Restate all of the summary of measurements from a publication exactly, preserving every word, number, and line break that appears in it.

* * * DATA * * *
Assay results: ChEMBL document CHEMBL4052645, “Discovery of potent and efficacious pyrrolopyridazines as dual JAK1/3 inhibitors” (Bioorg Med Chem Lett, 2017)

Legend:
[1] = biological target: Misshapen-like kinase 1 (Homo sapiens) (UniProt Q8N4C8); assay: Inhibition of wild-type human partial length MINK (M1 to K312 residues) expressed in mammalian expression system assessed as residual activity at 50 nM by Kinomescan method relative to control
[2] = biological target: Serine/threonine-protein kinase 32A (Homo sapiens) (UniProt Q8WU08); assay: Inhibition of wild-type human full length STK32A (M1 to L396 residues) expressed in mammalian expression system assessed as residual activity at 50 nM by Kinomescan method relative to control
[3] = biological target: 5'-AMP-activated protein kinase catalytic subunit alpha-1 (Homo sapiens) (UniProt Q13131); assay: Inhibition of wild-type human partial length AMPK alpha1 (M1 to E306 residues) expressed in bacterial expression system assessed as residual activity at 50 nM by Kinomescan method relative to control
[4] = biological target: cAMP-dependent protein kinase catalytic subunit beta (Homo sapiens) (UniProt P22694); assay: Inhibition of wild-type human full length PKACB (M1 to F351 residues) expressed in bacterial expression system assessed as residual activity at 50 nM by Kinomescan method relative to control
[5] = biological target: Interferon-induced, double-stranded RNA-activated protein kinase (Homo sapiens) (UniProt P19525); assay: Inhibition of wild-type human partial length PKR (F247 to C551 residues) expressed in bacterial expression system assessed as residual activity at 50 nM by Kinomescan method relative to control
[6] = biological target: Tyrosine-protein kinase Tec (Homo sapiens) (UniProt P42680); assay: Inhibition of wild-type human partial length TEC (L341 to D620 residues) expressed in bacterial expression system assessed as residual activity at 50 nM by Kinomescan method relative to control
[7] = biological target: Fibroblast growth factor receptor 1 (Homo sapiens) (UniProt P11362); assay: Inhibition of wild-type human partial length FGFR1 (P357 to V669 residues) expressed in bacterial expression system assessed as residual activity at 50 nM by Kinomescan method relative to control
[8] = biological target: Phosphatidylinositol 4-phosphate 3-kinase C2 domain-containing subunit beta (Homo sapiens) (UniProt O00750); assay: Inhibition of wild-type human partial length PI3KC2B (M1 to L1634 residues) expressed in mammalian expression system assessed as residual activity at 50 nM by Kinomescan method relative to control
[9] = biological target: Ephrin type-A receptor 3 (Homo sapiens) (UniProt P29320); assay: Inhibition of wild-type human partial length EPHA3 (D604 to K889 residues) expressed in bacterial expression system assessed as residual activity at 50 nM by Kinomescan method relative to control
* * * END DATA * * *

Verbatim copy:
Assay results: ChEMBL document CHEMBL4052645, “Discovery of potent and efficacious pyrrolopyridazines as dual JAK1/3 inhibitors” (Bioorg Med Chem Lett, 2017)

Legend:
[1] = biological target: Misshapen-like kinase 1 (Homo sapiens) (UniProt Q8N4C8); assay: Inhibition of wild-type human partial length MINK (M1 to K312 residues) expressed in mammalian expression system assessed as residual activity at 50 nM by Kinomescan method relative to control
[2] = biological target: Serine/threonine-protein kinase 32A (Homo sapiens) (UniProt Q8WU08); assay: Inhibition of wild-type human full length STK32A (M1 to L396 residues) expressed in mammalian expression system assessed as residual activity at 50 nM by Kinomescan method relative to control
[3] = biological target: 5'-AMP-activated protein kinase catalytic subunit alpha-1 (Homo sapiens) (UniProt Q13131); assay: Inhibition of wild-type human partial length AMPK alpha1 (M1 to E306 residues) expressed in bacterial expression system assessed as residual activity at 50 nM by Kinomescan method relative to control
[4] = biological target: cAMP-dependent protein kinase catalytic subunit beta (Homo sapiens) (UniProt P22694); assay: Inhibition of wild-type human full length PKACB (M1 to F351 residues) expressed in bacterial expression system assessed as residual activity at 50 nM by Kinomescan method relative to control
[5] = biological target: Interferon-induced, double-stranded RNA-activated protein kinase (Homo sapiens) (UniProt P19525); assay: Inhibition of wild-type human partial length PKR (F247 to C551 residues) expressed in bacterial expression system assessed as residual activity at 50 nM by Kinomescan method relative to control
[6] = biological target: Tyrosine-protein kinase Tec (Homo sapiens) (UniProt P42680); assay: Inhibition of wild-type human partial length TEC (L341 to D620 residues) expressed in bacterial expression system assessed as residual activity at 50 nM by Kinomescan method relative to control
[7] = biological target: Fibroblast growth factor receptor 1 (Homo sapiens) (UniProt P11362); assay: Inhibition of wild-type human partial length FGFR1 (P357 to V669 residues) expressed in bacterial expression system assessed as residual activity at 50 nM by Kinomescan method relative to control
[8] = biological target: Phosphatidylinositol 4-phosphate 3-kinase C2 domain-containing subunit beta (Homo sapiens) (UniProt O00750); assay: Inhibition of wild-type human partial length PI3KC2B (M1 to L1634 residues) expressed in mammalian expression system assessed as residual activity at 50 nM by Kinomescan method relative to control
[9] = biological target: Ephrin type-A receptor 3 (Homo sapiens) (UniProt P29320); assay: Inhibition of wild-type human partial length EPHA3 (D604 to K889 residues) expressed in bacterial expression system assessed as residual activity at 50 nM by Kinomescan method relative to control